10 May 2010

Testicle snacks

No, not my first choice in beach refreshment, but the title of my latest watercolor. (Click to biggerize.)

The scene is a small rocky beach at Saundersfoot harbor, painted from a photo taken back in October. The day was overcast, and the scene was decidedly lacking the play of shadow and light that makes images interesting. Still, I was intrigued by the planes of the beach access ramp and railings, the dynamic lines of the sea wall, the rocky cliffs, and the lettering on the dilapidated old corrugated refreshment stand, which reads: “TEAS ICES SNACKS”.

Sadly, masking the tiny letters prior to painting wasn’t entirely successful, causing Tonia to read the sign as “Testicle Snacks”. Although I did try to beef up the legibility with a bit of Chinese white, now that she’s read the sign in her own inimitable way, I do too, every time I look at it. There’s nothing to do, really, but make it the title of the painting.

What I like about this piece are places where the watercolor went off on its own little tangents; in the cliffs, the rocky beach, and the concrete. There are two backruns in the painting (also called blossoms, blooms, cauliflowers, watermarks, backwashes or runbacks); one at the top of the brick part of the seawall, which added some much needed texture, and another at the right edge of the lowest ramp. Backruns happen when you apply a second wash before the first is dry. While technically a mistake, I kind of like the unpredictability of backruns, and I made this lower one on purpose. Once I applied the wash I could only stand back and watch what happened next. The sea washes against this ramp at high tide, and the the backrun captured the texture of the concrete ramp beautifully. I didn’t really paint that. It just happened. And this is what I love so much about watercolor.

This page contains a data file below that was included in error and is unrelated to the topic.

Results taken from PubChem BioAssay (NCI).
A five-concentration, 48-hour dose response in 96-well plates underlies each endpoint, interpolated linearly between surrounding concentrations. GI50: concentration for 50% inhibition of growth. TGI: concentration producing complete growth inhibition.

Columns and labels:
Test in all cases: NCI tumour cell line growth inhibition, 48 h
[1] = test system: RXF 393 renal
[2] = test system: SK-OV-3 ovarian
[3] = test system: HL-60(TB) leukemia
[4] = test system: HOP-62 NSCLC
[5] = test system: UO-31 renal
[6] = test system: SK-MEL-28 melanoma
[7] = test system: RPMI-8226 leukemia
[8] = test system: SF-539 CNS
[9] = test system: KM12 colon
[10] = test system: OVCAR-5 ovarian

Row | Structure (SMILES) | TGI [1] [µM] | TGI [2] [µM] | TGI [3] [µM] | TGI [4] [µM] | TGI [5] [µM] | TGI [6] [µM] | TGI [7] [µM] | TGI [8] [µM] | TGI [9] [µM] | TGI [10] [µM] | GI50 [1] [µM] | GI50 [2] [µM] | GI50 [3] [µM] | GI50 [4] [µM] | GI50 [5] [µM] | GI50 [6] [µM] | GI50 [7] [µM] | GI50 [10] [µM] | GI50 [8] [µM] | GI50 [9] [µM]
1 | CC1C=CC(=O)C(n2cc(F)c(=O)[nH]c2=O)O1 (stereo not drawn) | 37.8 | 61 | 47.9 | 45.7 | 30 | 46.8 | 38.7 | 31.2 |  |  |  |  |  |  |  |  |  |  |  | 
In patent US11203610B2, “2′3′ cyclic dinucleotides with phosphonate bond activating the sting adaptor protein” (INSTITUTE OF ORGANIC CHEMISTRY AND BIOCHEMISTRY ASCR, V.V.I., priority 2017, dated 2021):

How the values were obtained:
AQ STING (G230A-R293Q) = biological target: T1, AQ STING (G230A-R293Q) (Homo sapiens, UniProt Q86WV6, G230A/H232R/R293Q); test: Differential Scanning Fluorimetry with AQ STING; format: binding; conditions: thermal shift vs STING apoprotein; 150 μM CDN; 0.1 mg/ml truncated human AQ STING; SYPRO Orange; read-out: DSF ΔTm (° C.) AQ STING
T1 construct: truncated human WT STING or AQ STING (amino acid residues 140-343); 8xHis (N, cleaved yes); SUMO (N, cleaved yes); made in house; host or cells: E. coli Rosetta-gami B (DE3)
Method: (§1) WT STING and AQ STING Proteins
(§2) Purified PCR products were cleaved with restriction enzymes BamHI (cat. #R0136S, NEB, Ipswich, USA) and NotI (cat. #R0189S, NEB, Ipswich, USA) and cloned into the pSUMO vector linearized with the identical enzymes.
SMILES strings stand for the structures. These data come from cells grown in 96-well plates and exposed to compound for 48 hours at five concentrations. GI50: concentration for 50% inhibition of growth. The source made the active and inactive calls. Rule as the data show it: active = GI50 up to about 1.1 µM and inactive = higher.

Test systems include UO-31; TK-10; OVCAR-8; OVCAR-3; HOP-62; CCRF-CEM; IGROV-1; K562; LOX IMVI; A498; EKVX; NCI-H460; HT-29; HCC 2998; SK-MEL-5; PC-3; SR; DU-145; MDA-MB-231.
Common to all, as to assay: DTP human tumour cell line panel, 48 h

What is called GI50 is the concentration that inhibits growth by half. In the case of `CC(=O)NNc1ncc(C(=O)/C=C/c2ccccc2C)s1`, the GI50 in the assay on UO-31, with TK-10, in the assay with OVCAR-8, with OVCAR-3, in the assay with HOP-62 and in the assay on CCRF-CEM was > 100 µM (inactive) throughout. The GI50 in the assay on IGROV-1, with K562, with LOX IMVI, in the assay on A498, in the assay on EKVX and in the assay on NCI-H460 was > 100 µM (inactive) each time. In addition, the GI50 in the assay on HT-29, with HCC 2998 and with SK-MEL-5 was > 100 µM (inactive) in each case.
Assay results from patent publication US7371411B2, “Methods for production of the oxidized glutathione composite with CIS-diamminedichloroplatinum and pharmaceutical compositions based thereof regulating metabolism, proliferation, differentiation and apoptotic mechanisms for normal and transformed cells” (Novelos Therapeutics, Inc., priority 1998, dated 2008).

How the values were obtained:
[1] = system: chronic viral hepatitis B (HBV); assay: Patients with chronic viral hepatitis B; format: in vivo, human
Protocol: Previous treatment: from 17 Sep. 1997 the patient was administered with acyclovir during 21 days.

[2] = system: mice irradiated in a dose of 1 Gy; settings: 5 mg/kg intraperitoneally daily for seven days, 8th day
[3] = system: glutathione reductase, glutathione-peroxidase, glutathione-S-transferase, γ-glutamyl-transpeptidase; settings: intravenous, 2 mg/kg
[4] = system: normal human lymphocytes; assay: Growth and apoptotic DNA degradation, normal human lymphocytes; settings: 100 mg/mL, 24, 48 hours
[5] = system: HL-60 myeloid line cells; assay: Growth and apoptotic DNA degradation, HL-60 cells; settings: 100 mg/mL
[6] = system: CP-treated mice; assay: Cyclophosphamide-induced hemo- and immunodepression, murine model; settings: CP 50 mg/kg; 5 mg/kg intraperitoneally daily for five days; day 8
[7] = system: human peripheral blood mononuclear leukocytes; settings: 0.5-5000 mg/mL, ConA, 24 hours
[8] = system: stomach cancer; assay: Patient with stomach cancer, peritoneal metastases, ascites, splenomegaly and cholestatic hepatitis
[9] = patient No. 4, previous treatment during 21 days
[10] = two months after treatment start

For the record, I used my new little tube of artist’s quality ultramarine blue and, man oh man, is it ever a joy to paint with. The only way I can think to describe it is “more.” More juice. More life. It’s like the difference between fresh strawberries, and frozen ones. It’s amazing. I can’t wait to squeeze all my student quality tubes dry, so I can replace them with the good stuff.

This method of painting, laying down wash after wash, is easier to control than flinging juicy paint and pushing it around the canvas, and it made the actual process much less fraught. I took my time, and walked away a lot, and worked on the painting over a few days. It was very relaxing. That said, I don’t find the finished painting all that interesting to look at. It’s kind of flat. A dull painting of what was essentially a dull and overcast day.